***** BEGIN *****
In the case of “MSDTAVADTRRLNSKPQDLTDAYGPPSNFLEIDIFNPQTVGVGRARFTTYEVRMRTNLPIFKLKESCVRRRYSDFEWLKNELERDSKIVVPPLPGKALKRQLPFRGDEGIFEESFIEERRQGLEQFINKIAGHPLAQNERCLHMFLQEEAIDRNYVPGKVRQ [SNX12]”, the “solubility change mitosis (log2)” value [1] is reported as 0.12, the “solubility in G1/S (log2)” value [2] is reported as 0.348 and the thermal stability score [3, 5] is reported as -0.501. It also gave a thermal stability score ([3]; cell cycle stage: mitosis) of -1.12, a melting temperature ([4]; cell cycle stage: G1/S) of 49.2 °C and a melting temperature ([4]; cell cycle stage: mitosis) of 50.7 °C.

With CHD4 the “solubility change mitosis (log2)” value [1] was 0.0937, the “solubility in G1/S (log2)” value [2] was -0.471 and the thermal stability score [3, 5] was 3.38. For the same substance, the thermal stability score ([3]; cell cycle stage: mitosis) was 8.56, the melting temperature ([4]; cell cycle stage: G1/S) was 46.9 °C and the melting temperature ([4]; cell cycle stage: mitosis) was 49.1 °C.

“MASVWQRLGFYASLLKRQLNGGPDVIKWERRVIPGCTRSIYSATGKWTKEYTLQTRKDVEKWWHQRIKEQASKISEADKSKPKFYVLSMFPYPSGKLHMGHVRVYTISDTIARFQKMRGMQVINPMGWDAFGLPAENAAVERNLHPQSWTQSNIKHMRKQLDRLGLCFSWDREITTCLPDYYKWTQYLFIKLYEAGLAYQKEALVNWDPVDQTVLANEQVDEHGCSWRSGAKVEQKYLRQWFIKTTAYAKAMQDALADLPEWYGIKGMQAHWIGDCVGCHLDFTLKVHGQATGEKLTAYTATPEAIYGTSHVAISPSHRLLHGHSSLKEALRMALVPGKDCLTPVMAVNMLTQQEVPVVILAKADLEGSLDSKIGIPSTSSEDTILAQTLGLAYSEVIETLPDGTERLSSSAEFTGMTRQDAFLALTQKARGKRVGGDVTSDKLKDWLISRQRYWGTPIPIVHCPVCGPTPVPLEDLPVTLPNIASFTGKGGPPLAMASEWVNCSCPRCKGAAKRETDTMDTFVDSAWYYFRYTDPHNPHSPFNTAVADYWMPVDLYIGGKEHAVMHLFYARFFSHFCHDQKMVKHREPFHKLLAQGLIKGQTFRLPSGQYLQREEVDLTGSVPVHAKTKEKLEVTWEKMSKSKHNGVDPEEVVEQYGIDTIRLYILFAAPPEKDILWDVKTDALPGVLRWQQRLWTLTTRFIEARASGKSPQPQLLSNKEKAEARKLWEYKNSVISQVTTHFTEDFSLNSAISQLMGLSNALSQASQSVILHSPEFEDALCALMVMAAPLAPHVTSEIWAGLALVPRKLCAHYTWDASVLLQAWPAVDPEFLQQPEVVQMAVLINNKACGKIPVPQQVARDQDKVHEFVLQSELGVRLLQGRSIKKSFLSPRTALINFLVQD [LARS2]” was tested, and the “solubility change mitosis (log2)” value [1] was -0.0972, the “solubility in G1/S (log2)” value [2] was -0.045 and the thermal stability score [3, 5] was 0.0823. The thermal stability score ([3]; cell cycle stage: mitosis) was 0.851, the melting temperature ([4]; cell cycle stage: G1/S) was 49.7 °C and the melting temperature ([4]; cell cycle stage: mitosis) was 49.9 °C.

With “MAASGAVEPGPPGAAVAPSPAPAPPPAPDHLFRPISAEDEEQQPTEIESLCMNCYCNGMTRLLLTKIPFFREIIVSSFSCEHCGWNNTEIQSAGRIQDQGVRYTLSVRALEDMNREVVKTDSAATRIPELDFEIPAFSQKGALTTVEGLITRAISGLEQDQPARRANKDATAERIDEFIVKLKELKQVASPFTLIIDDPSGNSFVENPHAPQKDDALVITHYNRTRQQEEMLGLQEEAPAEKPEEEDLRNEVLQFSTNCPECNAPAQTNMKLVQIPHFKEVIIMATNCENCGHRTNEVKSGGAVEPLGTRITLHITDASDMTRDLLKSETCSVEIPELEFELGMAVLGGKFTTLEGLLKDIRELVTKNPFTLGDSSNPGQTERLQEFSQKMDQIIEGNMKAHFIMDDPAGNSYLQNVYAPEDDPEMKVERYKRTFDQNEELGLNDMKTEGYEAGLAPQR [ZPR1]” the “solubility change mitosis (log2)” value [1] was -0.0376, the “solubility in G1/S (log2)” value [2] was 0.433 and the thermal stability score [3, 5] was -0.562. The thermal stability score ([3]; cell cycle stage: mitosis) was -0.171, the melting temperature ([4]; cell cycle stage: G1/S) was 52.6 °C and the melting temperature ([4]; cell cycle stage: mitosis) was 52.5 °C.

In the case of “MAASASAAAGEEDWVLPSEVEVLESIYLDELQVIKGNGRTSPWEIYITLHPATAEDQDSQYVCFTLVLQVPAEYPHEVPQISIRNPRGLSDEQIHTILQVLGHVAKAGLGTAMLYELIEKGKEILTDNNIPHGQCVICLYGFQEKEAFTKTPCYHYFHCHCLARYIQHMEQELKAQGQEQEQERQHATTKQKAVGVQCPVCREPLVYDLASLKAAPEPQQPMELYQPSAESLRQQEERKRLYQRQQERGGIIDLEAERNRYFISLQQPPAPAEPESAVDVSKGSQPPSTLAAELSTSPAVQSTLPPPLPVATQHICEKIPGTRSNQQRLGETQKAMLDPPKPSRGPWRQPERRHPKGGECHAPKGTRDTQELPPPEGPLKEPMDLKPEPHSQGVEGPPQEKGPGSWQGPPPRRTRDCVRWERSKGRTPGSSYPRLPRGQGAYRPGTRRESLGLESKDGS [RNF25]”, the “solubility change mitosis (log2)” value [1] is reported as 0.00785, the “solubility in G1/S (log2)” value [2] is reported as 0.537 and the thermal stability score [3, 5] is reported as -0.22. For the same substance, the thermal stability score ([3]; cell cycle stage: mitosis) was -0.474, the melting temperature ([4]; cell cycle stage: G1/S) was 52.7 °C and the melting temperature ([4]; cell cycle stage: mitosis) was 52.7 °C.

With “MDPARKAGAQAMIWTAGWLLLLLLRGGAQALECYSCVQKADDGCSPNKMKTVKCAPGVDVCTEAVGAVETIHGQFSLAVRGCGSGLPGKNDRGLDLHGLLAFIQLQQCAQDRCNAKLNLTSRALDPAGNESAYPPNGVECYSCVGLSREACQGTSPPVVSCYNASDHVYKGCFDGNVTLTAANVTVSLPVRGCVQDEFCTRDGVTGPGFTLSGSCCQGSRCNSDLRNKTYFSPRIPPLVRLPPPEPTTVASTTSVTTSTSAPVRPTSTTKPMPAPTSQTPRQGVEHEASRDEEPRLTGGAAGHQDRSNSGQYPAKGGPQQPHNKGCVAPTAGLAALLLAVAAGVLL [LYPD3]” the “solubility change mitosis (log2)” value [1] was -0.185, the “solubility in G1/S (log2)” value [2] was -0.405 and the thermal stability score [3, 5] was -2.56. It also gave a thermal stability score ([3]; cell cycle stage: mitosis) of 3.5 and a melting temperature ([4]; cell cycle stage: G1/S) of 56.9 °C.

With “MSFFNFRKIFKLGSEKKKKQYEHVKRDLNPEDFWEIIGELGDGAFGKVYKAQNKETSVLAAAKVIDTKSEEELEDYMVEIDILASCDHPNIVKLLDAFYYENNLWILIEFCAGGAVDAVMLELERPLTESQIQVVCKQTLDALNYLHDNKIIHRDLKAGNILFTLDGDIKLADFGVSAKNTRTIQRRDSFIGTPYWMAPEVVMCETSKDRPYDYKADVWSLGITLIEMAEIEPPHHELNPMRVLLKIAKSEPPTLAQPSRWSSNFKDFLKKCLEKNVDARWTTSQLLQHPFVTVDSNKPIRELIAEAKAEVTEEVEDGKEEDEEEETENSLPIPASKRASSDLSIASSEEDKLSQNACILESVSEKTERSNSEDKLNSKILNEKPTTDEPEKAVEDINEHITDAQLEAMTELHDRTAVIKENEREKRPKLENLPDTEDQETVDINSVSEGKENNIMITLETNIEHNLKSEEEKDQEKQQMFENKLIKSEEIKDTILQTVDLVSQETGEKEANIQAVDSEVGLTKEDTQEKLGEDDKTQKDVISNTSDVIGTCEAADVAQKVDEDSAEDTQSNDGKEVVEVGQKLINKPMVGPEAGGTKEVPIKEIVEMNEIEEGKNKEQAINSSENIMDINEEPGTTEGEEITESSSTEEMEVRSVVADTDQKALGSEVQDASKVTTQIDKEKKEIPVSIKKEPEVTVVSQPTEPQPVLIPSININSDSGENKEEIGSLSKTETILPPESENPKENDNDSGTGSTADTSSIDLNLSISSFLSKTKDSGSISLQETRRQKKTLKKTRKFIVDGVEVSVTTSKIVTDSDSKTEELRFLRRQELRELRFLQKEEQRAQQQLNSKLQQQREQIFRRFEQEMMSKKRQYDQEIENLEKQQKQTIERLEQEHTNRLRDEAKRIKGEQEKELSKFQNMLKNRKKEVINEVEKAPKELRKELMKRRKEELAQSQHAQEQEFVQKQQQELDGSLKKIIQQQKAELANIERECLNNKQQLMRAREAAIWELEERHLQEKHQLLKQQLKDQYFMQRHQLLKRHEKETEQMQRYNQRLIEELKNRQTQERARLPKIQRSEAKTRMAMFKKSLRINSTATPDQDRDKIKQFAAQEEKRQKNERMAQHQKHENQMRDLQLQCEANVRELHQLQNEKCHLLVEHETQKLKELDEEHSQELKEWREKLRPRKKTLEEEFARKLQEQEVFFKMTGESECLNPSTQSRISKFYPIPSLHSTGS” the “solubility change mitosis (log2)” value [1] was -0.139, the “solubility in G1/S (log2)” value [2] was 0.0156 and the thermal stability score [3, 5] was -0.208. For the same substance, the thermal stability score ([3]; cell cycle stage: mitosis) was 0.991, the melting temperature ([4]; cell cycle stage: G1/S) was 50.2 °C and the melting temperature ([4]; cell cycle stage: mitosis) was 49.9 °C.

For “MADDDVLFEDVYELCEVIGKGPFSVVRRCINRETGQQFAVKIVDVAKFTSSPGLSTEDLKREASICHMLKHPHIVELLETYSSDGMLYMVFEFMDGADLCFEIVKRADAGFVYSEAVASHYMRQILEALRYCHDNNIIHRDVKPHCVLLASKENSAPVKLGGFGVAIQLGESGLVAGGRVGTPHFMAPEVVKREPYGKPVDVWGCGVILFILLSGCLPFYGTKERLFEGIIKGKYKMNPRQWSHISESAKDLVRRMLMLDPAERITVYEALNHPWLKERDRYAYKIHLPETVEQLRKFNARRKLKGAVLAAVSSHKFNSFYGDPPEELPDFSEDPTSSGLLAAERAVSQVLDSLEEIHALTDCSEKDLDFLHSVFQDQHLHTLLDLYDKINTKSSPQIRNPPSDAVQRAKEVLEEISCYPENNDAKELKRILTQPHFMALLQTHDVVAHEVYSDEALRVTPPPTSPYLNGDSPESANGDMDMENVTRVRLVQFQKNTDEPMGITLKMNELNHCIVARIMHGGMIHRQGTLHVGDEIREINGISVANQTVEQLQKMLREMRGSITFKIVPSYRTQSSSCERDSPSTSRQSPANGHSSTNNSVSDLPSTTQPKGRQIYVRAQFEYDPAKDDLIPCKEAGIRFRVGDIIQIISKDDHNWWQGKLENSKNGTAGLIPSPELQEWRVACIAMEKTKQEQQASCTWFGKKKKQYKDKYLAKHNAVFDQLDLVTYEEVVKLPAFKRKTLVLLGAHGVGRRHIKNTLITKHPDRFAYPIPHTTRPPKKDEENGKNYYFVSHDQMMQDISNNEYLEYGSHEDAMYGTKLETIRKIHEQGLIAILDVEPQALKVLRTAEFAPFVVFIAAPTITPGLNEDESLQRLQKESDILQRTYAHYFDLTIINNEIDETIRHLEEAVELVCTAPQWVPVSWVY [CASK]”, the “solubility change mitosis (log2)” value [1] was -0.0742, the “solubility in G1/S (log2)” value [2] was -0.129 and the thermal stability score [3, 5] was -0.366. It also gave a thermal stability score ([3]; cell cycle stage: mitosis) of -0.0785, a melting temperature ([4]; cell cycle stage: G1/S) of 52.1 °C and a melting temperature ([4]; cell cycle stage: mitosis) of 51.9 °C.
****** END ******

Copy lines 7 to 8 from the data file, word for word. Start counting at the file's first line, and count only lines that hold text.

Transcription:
With “MSFFNFRKIFKLGSEKKKKQYEHVKRDLNPEDFWEIIGELGDGAFGKVYKAQNKETSVLAAAKVIDTKSEEELEDYMVEIDILASCDHPNIVKLLDAFYYENNLWILIEFCAGGAVDAVMLELERPLTESQIQVVCKQTLDALNYLHDNKIIHRDLKAGNILFTLDGDIKLADFGVSAKNTRTIQRRDSFIGTPYWMAPEVVMCETSKDRPYDYKADVWSLGITLIEMAEIEPPHHELNPMRVLLKIAKSEPPTLAQPSRWSSNFKDFLKKCLEKNVDARWTTSQLLQHPFVTVDSNKPIRELIAEAKAEVTEEVEDGKEEDEEEETENSLPIPASKRASSDLSIASSEEDKLSQNACILESVSEKTERSNSEDKLNSKILNEKPTTDEPEKAVEDINEHITDAQLEAMTELHDRTAVIKENEREKRPKLENLPDTEDQETVDINSVSEGKENNIMITLETNIEHNLKSEEEKDQEKQQMFENKLIKSEEIKDTILQTVDLVSQETGEKEANIQAVDSEVGLTKEDTQEKLGEDDKTQKDVISNTSDVIGTCEAADVAQKVDEDSAEDTQSNDGKEVVEVGQKLINKPMVGPEAGGTKEVPIKEIVEMNEIEEGKNKEQAINSSENIMDINEEPGTTEGEEITESSSTEEMEVRSVVADTDQKALGSEVQDASKVTTQIDKEKKEIPVSIKKEPEVTVVSQPTEPQPVLIPSININSDSGENKEEIGSLSKTETILPPESENPKENDNDSGTGSTADTSSIDLNLSISSFLSKTKDSGSISLQETRRQKKTLKKTRKFIVDGVEVSVTTSKIVTDSDSKTEELRFLRRQELRELRFLQKEEQRAQQQLNSKLQQQREQIFRRFEQEMMSKKRQYDQEIENLEKQQKQTIERLEQEHTNRLRDEAKRIKGEQEKELSKFQNMLKNRKKEVINEVEKAPKELRKELMKRRKEELAQSQHAQEQEFVQKQQQELDGSLKKIIQQQKAELANIERECLNNKQQLMRAREAAIWELEERHLQEKHQLLKQQLKDQYFMQRHQLLKRHEKETEQMQRYNQRLIEELKNRQTQERARLPKIQRSEAKTRMAMFKKSLRINSTATPDQDRDKIKQFAAQEEKRQKNERMAQHQKHENQMRDLQLQCEANVRELHQLQNEKCHLLVEHETQKLKELDEEHSQELKEWREKLRPRKKTLEEEFARKLQEQEVFFKMTGESECLNPSTQSRISKFYPIPSLHSTGS” the “solubility change mitosis (log2)” value [1] was -0.139, the “solubility in G1/S (log2)” value [2] was 0.0156 and the thermal stability score [3, 5] was -0.208. For the same substance, the thermal stability score ([3]; cell cycle stage: mitosis) was 0.991, the melting temperature ([4]; cell cycle stage: G1/S) was 50.2 °C and the melting temperature ([4]; cell cycle stage: mitosis) was 49.9 °C.

For “MADDDVLFEDVYELCEVIGKGPFSVVRRCINRETGQQFAVKIVDVAKFTSSPGLSTEDLKREASICHMLKHPHIVELLETYSSDGMLYMVFEFMDGADLCFEIVKRADAGFVYSEAVASHYMRQILEALRYCHDNNIIHRDVKPHCVLLASKENSAPVKLGGFGVAIQLGESGLVAGGRVGTPHFMAPEVVKREPYGKPVDVWGCGVILFILLSGCLPFYGTKERLFEGIIKGKYKMNPRQWSHISESAKDLVRRMLMLDPAERITVYEALNHPWLKERDRYAYKIHLPETVEQLRKFNARRKLKGAVLAAVSSHKFNSFYGDPPEELPDFSEDPTSSGLLAAERAVSQVLDSLEEIHALTDCSEKDLDFLHSVFQDQHLHTLLDLYDKINTKSSPQIRNPPSDAVQRAKEVLEEISCYPENNDAKELKRILTQPHFMALLQTHDVVAHEVYSDEALRVTPPPTSPYLNGDSPESANGDMDMENVTRVRLVQFQKNTDEPMGITLKMNELNHCIVARIMHGGMIHRQGTLHVGDEIREINGISVANQTVEQLQKMLREMRGSITFKIVPSYRTQSSSCERDSPSTSRQSPANGHSSTNNSVSDLPSTTQPKGRQIYVRAQFEYDPAKDDLIPCKEAGIRFRVGDIIQIISKDDHNWWQGKLENSKNGTAGLIPSPELQEWRVACIAMEKTKQEQQASCTWFGKKKKQYKDKYLAKHNAVFDQLDLVTYEEVVKLPAFKRKTLVLLGAHGVGRRHIKNTLITKHPDRFAYPIPHTTRPPKKDEENGKNYYFVSHDQMMQDISNNEYLEYGSHEDAMYGTKLETIRKIHEQGLIAILDVEPQALKVLRTAEFAPFVVFIAAPTITPGLNEDESLQRLQKESDILQRTYAHYFDLTIINNEIDETIRHLEEAVELVCTAPQWVPVSWVY [CASK]”, the “solubility change mitosis (log2)” value [1] was -0.0742, the “solubility in G1/S (log2)” value [2] was -0.129 and the thermal stability score [3, 5] was -0.366. It also gave a thermal stability score ([3]; cell cycle stage: mitosis) of -0.0785, a melting temperature ([4]; cell cycle stage: G1/S) of 52.1 °C and a melting temperature ([4]; cell cycle stage: mitosis) of 51.9 °C.